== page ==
Number of the Month

February   2005

When it was really hot

Ardent number watcher Dennis Ambler found this account of the summer of 1540. No doubt the believers gathering in Exeter this month will make much of the summer of 2003, ignoring, or course, the dramatic and frequently fatal winter of the same year across the Northern Hemisphere, as recorded in part on these pages. In these days of Orwellian rewriting of history, the Mediaeval warm period has been swept away with one wave of a hockey stick: so they must have imagined it.

Intellectual Interlude

Number Watch has come under some criticism for not paying due respect to the academic way of life, allegedly because of its unsavoury obsession with numbers. In order to correct this, Numeric Towers has commissioned a series of lectures by eminent academics. Here is the first from Dr Pietro Punctilio, Professor of Comparative Literature at the University of Much Hadham.


I will take as my text, two versions of a traditional ballad of miscegenation  and violence. First half a dozen lines opening the British version:

A frog he would a wooing go,
"Heigh, ho!" says Rowley.
A frog he would a wooing go,
Whether his mother would let him or no.
With a rowley, powley, gammon and spinach.
"Heigh, ho!" says Anthony Rowley.

 Then, the beginning of the American version

 A frog went a-courtin' and he did ride, M-hm, M-hm.
A frog went a-courtin' and he did ride
Sword and pistol by his side, M-hm, M-hm
He rode up to Miss Mousie's door, M-hm, M-hm.
He rode up to Miss Mousie's door,
Where he'd been many times before, M-hm, M-hm

Let us consider these versions in order. This first line introduces the protagonist and his intention – to wit, to woo. The second line is one of the most significant in the history of English Literature, a vital pre-echo. It introduces a mysterious stranger, the early appearance of a device that would later be used to create an atmosphere of dramatic tension by such great writers as Harold Pinter. This has been misunderstood by many commentators, such as Dr Evadne Pincushion, who devoted much of her working life to a series of essays on Who was Anthony Rowley? The importance of the stranger is not who he is, but what he says! As Chambers Dictionary reminds us, these two simple words form an exclamation expressive of weariness. Are we not forced to accept that this is an astonishing anticipation of the bleak landscape that would be occupied by great writers of the future, such as Samuel Beckett? Thus in one simple line the author has mapped out the whole of the best of twentieth century literature to come. The next line might be considered by the superficial reader to be pointless repetition, but it performs an important purpose as the hook upon which to hang the conditional clause that follows. It is hard for us to understand in these modern times the rôle that parental authority played in the life of the young in those days, but this very work was possibly one of the first to initiate the struggle that has resulted in the liberation of the young adolescent from the stultifying control of the family.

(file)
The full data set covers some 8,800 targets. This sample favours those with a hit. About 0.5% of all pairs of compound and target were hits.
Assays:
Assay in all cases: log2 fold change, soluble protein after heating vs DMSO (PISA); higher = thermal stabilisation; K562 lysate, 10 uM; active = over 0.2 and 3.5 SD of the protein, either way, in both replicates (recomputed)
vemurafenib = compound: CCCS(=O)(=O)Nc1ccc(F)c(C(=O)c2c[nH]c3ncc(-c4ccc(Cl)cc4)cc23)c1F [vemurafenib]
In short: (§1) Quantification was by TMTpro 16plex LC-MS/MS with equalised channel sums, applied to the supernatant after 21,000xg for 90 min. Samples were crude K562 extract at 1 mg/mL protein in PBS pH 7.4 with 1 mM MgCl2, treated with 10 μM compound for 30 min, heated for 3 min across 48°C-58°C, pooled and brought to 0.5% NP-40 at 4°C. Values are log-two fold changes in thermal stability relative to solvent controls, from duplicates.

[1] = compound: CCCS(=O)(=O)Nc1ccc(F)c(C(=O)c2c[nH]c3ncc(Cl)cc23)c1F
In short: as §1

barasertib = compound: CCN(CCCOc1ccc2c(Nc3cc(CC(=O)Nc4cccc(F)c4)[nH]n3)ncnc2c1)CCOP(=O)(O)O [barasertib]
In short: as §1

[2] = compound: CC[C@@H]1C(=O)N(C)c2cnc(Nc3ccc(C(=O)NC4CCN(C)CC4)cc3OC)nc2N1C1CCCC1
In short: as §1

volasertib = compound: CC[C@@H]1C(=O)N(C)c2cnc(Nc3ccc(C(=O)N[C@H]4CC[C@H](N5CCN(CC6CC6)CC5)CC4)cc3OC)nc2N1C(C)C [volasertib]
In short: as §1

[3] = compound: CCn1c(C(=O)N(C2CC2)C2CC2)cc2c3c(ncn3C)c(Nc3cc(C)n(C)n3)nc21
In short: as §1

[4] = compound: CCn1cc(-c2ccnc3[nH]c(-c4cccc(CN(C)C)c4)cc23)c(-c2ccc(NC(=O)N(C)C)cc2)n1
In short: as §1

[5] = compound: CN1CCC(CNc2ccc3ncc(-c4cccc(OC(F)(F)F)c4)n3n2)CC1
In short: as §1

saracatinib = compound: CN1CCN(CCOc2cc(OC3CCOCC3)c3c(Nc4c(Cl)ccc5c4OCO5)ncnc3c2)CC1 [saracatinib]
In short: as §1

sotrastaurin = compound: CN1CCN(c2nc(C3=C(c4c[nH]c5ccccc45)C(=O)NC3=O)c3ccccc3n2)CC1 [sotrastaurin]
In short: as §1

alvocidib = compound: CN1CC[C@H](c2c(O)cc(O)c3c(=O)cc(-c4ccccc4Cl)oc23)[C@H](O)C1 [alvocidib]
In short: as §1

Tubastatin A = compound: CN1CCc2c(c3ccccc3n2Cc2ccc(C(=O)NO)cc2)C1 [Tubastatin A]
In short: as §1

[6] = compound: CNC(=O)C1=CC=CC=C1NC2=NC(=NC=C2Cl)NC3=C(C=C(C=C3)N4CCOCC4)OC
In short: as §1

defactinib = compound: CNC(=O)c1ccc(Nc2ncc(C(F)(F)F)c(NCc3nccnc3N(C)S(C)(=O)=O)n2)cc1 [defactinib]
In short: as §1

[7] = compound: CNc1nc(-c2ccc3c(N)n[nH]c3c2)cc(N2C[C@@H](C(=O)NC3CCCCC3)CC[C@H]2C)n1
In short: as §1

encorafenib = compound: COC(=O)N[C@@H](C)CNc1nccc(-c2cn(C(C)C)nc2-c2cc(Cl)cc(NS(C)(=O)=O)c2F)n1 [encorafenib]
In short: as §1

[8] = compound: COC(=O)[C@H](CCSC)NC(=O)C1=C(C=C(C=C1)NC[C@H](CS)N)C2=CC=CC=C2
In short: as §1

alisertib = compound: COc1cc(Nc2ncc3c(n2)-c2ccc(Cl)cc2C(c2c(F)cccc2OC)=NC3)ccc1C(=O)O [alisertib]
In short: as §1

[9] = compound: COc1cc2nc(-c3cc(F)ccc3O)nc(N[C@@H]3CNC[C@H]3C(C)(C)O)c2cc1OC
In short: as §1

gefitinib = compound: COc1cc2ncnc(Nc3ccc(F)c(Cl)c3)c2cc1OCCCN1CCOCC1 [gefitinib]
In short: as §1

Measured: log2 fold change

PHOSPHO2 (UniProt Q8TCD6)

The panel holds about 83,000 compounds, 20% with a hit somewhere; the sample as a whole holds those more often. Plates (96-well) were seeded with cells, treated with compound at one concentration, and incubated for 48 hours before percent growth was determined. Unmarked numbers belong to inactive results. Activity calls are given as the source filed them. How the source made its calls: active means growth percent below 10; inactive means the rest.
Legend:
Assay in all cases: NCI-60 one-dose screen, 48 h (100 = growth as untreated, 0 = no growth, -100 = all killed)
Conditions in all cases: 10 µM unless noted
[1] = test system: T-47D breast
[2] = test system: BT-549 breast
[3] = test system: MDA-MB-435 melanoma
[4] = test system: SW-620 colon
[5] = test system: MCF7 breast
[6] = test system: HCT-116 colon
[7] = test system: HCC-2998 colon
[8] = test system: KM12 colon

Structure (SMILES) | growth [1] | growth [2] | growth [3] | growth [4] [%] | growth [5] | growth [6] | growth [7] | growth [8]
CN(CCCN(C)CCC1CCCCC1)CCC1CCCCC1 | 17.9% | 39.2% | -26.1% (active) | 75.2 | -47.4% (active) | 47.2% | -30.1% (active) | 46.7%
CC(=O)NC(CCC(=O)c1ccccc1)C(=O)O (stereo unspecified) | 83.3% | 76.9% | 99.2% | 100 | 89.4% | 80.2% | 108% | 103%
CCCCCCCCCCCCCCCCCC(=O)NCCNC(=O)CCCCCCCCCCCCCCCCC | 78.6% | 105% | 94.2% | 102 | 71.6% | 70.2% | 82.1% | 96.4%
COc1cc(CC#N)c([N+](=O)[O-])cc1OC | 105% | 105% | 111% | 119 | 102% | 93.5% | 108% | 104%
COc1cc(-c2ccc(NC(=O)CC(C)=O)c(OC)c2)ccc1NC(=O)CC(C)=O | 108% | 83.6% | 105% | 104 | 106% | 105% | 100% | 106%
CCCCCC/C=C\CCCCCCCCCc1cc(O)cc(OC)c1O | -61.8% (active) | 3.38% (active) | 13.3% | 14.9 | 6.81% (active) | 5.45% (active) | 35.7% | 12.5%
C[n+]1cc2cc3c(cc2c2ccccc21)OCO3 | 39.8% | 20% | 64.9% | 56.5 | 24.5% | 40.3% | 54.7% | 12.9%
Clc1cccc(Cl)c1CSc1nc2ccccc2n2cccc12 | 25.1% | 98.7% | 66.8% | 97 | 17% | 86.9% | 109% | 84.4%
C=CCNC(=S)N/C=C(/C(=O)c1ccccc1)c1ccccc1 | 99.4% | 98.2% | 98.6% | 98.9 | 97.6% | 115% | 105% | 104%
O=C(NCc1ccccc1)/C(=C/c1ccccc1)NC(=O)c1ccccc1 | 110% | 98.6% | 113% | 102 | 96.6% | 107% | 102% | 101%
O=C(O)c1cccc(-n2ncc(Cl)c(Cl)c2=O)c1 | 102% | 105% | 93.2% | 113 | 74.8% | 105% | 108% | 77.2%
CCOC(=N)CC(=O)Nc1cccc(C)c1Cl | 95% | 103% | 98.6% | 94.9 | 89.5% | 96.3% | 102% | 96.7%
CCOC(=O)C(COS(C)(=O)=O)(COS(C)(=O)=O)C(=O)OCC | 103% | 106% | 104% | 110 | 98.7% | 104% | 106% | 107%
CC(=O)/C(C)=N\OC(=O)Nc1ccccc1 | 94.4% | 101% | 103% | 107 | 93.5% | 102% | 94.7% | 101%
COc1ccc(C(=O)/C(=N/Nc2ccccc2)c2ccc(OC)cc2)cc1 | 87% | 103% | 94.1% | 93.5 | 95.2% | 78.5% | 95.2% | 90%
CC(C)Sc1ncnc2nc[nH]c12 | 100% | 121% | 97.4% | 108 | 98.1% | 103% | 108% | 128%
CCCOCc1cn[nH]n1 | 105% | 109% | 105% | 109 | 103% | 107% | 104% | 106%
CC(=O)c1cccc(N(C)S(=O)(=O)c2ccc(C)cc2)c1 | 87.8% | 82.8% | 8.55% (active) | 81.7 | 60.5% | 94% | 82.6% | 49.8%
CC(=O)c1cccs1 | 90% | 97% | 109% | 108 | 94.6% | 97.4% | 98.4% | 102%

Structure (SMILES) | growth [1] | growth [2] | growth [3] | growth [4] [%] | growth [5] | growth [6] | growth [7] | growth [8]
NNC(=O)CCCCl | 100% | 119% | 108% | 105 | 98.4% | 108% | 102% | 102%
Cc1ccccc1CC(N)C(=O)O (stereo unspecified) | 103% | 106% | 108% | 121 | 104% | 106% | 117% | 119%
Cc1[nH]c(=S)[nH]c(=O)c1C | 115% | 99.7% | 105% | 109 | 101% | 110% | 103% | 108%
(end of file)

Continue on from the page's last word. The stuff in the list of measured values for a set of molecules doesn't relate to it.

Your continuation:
The penultimate line of this stanza is an extraordinary one that has given rise to a whole genre of critical literature. As Dr Rick Blaine commented, “Of all the menu items in all the restaurants in all the world, he picks on these.” Obviously, the selection of these three foods is the result of careful artistic choice, and not just a random tribute to euphony, as some have alleged. Roly Poly is a dessert dough pudding that has largely fallen out of favour, now that we are aware of the dangers of obesity. Gammon is the cured ham of a hog, which was popular before the discovery that red meat is carcinogenic. These two items, however, are there to form a gentle modulation towards the shock introduction of the symbolic vegetable, spinach. Again we marvel at the technique, which was to influence many future artists, such as the film director Alfred Hitchcock. Why has this traditional green become such a potent literary symbol? Is it that creations such as épinards a la crème so often disguise fraudulent substitution of the humble leaf beet for the real thing? Whatever the explanation, there is no doubt as to its symbolic power. The idea was plagiarised in the creation of a lengthy American literary series on the life and times of a Sailor Man, replete with the reprehensible violence endemic to that benighted nation; which all brings us to the American version.

As before the protagonist and his intention are introduced, but there is the addition of a redundant and meaningless locution. Had the writer realised that the scansion had fallen short of the iambic pentameter to which he aspired? But then he gratuitously repeats it. Once it had been created, had the triteness of the pentametric form dawned on him, or is the second occurrence just a sort of literary appoggiatura for the following line? What would a skilful iambologist, such as the Great Bard himself, have made of the same material? The second line is a repetition leading to an unfortunate manifestation of the militaristic and firearm-obsessed milieu from which this version springs. Does this not foreshadow a pattern of behaviour that would one day lead to the invasion of peace loving countries in Asia? There follows a statement of the protagonist’s arrival at the door of the deuteragonist. This is shocking to readers from the old world, where such directness is, to say the least, uncomfortable. In the earlier version it takes the author several stanzas to reach this point in the dramatic narrative. Furthermore, the final line carries the suggestion that this is part of a repetitive behaviour pattern. Had an inappropriate relationship already been established before the narrative began? It would serve no purpose to dwell upon the mechanics of such a liaison, so we shall pass on to purely literary considerations. Now in the next verses…